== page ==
It is that time of year again for the 2021 Summer Reading Classic Film Book Challenge hosted by Raquel Stecher’s Out of the Past Blog. Last year’s challenge was one of the highlights of quarantine and despite being vaxxed this time around, I’ve already spent much of my summer inside reading classic film books. So far, I’ve been so enthralled with the books I’m reading that I’ve slacked off on writing my reviews for the challenge. So while it is better late than never, here are the books that I am currently reading and will be reviewing over the next month and a half:
Women Filmmakers in Early Hollywood by Karen Ward Mahar
My favorite book from last year’s challenge was Shelley Stamp’s Lois Weber in Early Hollywood. Since then, I’ve watched and enjoyed several of Weber’s films and am itching to learn more about and find other talented women filmmakers from Early Hollywood. Stamp cited Mahar’s book several times and I’ve heard excellent things about it. While this 2006 might not be the most up-to-date, I’m excited for all the information to be learned and to find other women-directed classic films.
When Hollywood Came to Utah by James D’Arc
To find more classic films more off the beaten path, this year I’ve been working on a series of posts detailing the history of filmmaking in Utah. Having lived in the state for several years, it has been exciting learning about the various films that were filmed in small towns I’m familiar with or tourist sites I’ve visited. The book’s author James D’Arc brings his knowledge gained from serving decades as the media archivist at Brigham Young University which houses a treasure trove of film history, including James Stewart and Cecil B. DeMille’s personal papers. I’m especially excited for all the book’s behind-the-scenes photos and discovering plenty of Westerns.
Riders of the Purple Sage by Zane Grey
One of America’s most popular and prominent Western writers, Zane Grey wrote over eighty books in the first half of the 20th century that have been adapted into dozens of classic Hollywood films. Grey’s novels and his depiction of the American West heavily influenced America and Hollywood’s conception of the west. This summer I’ll be reading Grey’s most famous book Riders of the Purple Sage set in 1870s Utah territory. The best part of choosing this book to read is that if I like the book enough, I can watch several of the five different film versions made between 1918 and 1996.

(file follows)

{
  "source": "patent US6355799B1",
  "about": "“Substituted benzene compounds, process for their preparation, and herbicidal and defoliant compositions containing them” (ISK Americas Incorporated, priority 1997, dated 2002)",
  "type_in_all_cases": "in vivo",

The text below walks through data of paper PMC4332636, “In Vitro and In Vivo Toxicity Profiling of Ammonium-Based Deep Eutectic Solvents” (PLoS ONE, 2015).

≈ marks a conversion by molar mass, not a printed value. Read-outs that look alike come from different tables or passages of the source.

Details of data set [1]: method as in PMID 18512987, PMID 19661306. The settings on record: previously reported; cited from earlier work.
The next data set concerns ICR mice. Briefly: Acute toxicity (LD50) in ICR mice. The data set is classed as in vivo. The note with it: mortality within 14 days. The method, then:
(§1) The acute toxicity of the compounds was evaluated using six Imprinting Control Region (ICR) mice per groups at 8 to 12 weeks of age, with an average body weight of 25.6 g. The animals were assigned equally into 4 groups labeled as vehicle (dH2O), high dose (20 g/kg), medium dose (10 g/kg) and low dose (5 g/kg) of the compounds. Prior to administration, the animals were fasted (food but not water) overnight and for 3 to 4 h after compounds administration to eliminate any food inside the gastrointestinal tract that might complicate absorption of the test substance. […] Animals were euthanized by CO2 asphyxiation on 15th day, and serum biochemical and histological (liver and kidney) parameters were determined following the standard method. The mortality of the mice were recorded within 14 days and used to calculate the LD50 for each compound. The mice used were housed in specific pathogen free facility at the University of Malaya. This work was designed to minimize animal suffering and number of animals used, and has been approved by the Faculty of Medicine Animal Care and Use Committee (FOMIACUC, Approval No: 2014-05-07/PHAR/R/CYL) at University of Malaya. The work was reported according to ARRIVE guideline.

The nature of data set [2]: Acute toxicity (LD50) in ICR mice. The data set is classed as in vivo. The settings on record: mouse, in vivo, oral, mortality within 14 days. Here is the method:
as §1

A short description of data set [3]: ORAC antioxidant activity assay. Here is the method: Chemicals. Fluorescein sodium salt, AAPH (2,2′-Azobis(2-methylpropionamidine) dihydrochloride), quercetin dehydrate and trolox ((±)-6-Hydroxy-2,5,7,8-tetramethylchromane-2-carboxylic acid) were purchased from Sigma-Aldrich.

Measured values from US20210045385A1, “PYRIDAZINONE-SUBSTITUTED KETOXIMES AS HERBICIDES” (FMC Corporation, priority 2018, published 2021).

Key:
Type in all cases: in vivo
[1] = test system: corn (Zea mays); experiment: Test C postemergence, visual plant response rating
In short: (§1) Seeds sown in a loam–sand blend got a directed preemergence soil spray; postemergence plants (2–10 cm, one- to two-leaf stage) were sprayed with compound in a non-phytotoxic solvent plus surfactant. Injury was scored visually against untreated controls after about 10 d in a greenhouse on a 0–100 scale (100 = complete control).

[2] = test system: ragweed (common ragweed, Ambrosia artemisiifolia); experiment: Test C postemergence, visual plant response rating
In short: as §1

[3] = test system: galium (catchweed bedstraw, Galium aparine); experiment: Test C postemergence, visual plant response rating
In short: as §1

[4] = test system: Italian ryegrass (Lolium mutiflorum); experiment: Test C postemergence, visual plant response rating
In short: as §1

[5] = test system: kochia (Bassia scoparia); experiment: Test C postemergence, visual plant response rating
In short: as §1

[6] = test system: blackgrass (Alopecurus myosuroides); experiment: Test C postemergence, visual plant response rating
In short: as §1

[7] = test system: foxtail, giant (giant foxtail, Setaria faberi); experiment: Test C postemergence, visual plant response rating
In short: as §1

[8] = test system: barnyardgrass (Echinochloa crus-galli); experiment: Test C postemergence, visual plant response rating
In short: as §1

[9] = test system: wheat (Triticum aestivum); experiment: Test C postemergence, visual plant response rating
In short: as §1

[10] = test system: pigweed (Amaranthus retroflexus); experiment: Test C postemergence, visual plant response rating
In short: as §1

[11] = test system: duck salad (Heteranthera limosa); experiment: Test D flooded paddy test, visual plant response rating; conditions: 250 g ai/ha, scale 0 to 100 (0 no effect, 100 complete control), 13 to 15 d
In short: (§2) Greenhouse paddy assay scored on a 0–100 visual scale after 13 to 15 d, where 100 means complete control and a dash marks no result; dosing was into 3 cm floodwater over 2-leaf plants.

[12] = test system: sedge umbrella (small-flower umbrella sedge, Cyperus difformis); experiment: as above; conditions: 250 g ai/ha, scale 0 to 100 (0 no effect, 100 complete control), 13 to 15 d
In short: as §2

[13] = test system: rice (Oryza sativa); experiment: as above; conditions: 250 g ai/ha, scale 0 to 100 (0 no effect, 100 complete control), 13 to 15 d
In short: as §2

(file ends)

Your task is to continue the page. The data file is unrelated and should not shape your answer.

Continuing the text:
The Last Picture Show by William H. Drew
When people talk about the last days of the silent film, many simply recount stories of The Jazz Singer‘s success and pronounce the silent film dead by late 1929. Drew’s book complicates this simple narrative by focusing on how silent films continued to be screened and viewed after Hollywood’s permanent transition to talkies. Whether it was foreign films from countries that had not transitioned to sound, Hollywood talkies retrofitted to theaters without sound technology, or eclectic filmmakers like Charlie Chaplin, silent films continued to be seen and appreciated by filmgoers in the 1930s. While in general, I am looking forward to reading Drew’s book, I’m not looking forward to having to read about the studios and individuals who tossed away silent films of yesteryear onto the trash heap.
Censored: The Private Life of the Movie by Morris L. Ernest & Pare Lorentz
I’m trying something a little bit different this year in one of my book selections. Censored is a book published way back in 1930 as an expose on the movie censors. I’m always nervous about reading books about film history made this early on because they seem to be often less rigorously researched than more modern books; however, the book was written by an ACLU lawyer Morris Leopold Ernest and the film critic Pare Lorentz who actively campaigned against censorship in the American film industry. It should be fascinating to read such an open rebuke of the censorship published the same year the Production Code was created and only a few years before it was fully enforced in Hollywood.
Clara Bow: Runnin’ Wild by David Stenn
I recently discovered that within a couple hour drive from where I grew up lies Clara Bow’s residence, called Walking Box Ranch, where she retired to with her husband actor Rex Bell after her decade in Hollywood. To prepare for an eventual visit to the now historical landmark, I wanted to read up on Bow’s life and watch more of her films. I’m interested to learn more about her life, which from what I know in many ways is quite tragic, and how her life influenced her charismatic onscreen persona.
Stay tuned over the next several weeks for my reviews and thoughts on these books. Feel free to check the reviews from others in the 2021 Classic Film Summer Reading.